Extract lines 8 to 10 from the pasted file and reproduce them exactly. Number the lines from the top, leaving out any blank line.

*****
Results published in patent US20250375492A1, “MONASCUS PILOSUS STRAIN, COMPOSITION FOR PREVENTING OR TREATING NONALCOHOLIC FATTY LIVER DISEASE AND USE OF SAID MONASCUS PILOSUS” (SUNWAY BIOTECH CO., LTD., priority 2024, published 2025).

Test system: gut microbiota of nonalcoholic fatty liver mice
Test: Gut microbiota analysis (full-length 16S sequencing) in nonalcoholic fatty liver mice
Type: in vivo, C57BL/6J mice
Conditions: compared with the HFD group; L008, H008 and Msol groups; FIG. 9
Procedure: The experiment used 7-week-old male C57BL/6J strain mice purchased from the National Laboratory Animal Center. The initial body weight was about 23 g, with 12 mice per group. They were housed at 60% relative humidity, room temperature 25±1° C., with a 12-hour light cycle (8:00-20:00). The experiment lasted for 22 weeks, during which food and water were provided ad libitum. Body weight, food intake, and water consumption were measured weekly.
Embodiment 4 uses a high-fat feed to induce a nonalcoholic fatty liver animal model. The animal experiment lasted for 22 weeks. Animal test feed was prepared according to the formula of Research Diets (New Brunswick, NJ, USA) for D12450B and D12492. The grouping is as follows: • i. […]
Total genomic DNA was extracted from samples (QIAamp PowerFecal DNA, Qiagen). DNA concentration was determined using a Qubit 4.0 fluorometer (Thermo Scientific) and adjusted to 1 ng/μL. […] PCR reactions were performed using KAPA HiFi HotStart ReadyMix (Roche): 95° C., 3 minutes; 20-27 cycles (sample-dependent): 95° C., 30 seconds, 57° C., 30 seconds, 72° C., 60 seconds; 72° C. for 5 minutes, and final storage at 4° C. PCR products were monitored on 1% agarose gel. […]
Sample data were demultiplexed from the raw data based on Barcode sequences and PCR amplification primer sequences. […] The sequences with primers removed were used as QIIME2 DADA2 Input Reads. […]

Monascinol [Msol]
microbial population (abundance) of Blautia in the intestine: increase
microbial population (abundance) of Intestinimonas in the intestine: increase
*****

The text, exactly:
Total genomic DNA was extracted from samples (QIAamp PowerFecal DNA, Qiagen). DNA concentration was determined using a Qubit 4.0 fluorometer (Thermo Scientific) and adjusted to 1 ng/μL. […] PCR reactions were performed using KAPA HiFi HotStart ReadyMix (Roche): 95° C., 3 minutes; 20-27 cycles (sample-dependent): 95° C., 30 seconds, 57° C., 30 seconds, 72° C., 60 seconds; 72° C. for 5 minutes, and final storage at 4° C. PCR products were monitored on 1% agarose gel. […]
Sample data were demultiplexed from the raw data based on Barcode sequences and PCR amplification primer sequences. […] The sequences with primers removed were used as QIIME2 DADA2 Input Reads. […]

Monascinol [Msol]